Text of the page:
Citing the ongoing war in Ukraine, Sen. Angus King this week lobbied for more long-term shipbuilding contracts for Bath Iron Works.

During a Senate Armed Services Committee hearing Wednesday, King advocated for multi-year contracts for BIW while questioning Nickolas Guertin, nominee for assistant secretary of the Navy for research, development and acquisition. Guertin, currently the Pentagon’s director of operational test and evaluation, is set to replace James Geurts, who left the post at the end of the Trump administration.

Sailors stand at the rail of the USS Michael Murphy, the last of the U.S. Navy’s original run of 62 Arleigh Burke-class destroyers, as the BIW-built ship heads down the Kennebec River off Phippsburg in 2012. AP file photo

King, who last year helped secure a multi-year contract for the Navy to procure 15 Arleigh Burke-class DDG 51 destroyers, which BIW can compete to build, said Guertin should prioritize transitioning production at BIW to the next generation of destroyers.

“One of the lessons we have from Ukraine … is maintaining the industrial base and being sure that there are consistent demand signals that will allow the private sector to make the investments necessary to have the industrial base ready and able when we need them,” King told Guertin.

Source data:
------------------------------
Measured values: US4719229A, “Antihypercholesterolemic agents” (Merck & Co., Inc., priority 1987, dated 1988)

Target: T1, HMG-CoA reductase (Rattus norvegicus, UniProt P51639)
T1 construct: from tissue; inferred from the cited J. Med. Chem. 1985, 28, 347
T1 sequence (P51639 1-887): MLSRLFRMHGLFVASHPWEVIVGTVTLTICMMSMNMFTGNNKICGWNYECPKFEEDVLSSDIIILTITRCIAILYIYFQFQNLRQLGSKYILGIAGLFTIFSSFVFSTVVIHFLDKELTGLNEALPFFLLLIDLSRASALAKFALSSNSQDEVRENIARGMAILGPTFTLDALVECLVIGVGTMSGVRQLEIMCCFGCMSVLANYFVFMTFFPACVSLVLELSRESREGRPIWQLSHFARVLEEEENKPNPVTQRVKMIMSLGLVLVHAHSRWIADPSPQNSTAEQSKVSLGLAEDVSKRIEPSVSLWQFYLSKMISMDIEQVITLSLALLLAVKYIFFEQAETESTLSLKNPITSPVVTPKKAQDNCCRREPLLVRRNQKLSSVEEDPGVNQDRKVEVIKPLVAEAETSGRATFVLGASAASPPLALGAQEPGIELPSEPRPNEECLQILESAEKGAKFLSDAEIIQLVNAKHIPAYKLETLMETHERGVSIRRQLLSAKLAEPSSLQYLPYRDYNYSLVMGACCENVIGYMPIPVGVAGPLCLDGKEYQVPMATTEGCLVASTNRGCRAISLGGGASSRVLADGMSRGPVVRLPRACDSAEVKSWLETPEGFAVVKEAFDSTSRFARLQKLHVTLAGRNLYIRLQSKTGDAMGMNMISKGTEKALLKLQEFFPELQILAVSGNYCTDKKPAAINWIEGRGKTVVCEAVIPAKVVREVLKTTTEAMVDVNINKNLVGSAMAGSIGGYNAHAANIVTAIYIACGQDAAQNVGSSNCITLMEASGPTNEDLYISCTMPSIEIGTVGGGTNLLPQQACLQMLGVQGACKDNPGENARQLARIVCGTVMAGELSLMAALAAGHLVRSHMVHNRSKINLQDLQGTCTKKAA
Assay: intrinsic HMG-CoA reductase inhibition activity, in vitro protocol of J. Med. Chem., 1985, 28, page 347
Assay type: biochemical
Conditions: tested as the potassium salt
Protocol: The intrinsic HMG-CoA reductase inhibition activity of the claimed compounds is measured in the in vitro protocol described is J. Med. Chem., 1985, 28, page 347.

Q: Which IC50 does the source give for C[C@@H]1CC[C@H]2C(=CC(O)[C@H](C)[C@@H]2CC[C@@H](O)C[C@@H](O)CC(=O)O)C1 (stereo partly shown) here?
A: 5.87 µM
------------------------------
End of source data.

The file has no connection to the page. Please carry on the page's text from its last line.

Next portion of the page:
Guertin agreed, saying, “We’re going to have to have deep bunkers. In order to do that, we’re going to have to really ramp up the quantity of weapons that we have available to us. So, if confirmed, I look forward to working with industry to send that strong demand signal, and that extends over time so they know how to invest and how to position themselves so they could build more affordably and at scale.”

The Navy planned to phase out the aging Arleigh Burkes in favor of the futuristic Zumwalt-class destroyers, but the latter program was canceled due to cost overruns, and in the end, BIW only built three. The Navy then transitioned to the more traditional DDG(X) program to find a new design more closely resembling the Burke ship. Last year, BIW was awarded a contract to help design it.


King said he’s concerned about any potential production gaps at BIW that could cause worker cuts.

“It’s very difficult in this economy to get them back,” King said.

Guertin said it’s important ensure a smooth production transition, adding the Navy is deciding on the design of the next generation of ships so yards like BIW “could step right into building them effectively when that time comes.”

BIW President Chuck Krugh said Thursday he was appreciative of King’s efforts.

“We support Sen. King’s assessment that a consistent demand signal gives shipyards and suppliers the predictability to make major investments in workforce and facilities,” Krugh said in a statement. “It also gives shipbuilders themselves confidence that they have a lifelong career building the workhorse of the Navy fleet and they can provide for their families. Predictability allows BIW to expand and accelerate its Navy ship production as well as ensuring that capacity remains intact well into the future as the fleet transitions to DDG(X).”

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